Market Monitor Steel Metals Canada 2018

Market Monitor

  • Canada
  • Metals,
  • Steel

27th November 2018

Payment delays and insolvencies will probably increase until the new USMCA trade agreement is ratified and the US import tariff issue is resolved.

 

 

 

  • The sector is highly exposed to US import tariffs of 25% on steel and 10% on aluminium, as exports to the US amount to more than 80% of all Canadian steel and metals exports, affecting 45% of domestic steel production. In 2017, steel and aluminium shipments accounted for 3% of Canada’s total merchandise exports to the US, and about 2% of the country’s total exports.
  • Currently the impact on the industry is difficult to determine as it is unclear whether the US tariffs will be long lasting for Canada. In any case, with the preliminary agreement of the new USMCA Agreement (replacing NAFTA) the outlook has improved that for Canada the tariffs will be removed in the foreseeable future.
  • In H1 of 2018 results of many Canadian steel and metal businesses were still positive. Canadian exports benefited from a weaker exchange rate of the CAD against the USD. However, in H2 of 2018 and into 2019 it is expected that the US tariffs will affect performance. Competition in the market strongly intensified at the end of H1of 2018 as customers were shortening orders due to the uncertainty caused by the US tariffs. While it was originally expected to see more consolidation in the industry, this has not yet materialised, and with the improvement of the outlook we are not anticipating any change.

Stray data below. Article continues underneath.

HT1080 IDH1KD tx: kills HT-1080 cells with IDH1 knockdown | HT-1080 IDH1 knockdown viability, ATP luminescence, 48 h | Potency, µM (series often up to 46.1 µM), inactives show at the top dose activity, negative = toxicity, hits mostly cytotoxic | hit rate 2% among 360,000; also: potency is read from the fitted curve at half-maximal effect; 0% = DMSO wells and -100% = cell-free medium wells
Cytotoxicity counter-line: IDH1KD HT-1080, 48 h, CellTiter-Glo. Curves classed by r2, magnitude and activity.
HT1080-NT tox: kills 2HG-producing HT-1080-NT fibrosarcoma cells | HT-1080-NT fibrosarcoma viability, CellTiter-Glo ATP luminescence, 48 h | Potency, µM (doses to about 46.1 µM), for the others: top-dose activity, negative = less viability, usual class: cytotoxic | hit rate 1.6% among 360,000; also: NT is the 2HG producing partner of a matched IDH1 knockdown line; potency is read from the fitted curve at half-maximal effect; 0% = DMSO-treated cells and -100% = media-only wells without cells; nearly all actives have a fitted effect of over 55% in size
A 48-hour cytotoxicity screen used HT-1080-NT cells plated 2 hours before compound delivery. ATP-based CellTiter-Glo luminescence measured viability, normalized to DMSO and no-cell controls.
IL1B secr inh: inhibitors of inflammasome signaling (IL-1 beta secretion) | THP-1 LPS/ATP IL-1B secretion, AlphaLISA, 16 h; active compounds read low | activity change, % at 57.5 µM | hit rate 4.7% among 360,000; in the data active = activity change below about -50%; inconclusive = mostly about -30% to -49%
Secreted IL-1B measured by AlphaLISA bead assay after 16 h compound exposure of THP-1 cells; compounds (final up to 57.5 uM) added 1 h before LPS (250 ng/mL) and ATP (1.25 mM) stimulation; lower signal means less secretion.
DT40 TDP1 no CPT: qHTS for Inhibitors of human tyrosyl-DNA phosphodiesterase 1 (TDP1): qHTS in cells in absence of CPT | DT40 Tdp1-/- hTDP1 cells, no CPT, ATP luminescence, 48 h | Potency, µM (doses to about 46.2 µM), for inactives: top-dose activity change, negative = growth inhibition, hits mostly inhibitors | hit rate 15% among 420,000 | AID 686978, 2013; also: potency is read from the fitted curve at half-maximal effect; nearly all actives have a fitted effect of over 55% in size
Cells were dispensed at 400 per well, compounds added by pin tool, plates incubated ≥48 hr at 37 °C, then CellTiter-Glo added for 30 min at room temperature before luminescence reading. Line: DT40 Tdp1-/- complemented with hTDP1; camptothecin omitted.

• Payments in the Canadian steel and metals sector take 65 days on average, and payment experience has been good over the past two years. It is expected that both payment delays and insolvencies will increase until the new USMCA trade agreement is ratified and the US import tariff issue is resolved.
  • Our underwriting stance is generally neutral for the steel and metals industry, based on a more optimistic outlook after the USMCA agreement. We are cautious in our assessments should buyers be impacted by the US tariffs, but are supporting cover based on positive financial, bank and credit agency data.

 

 

 

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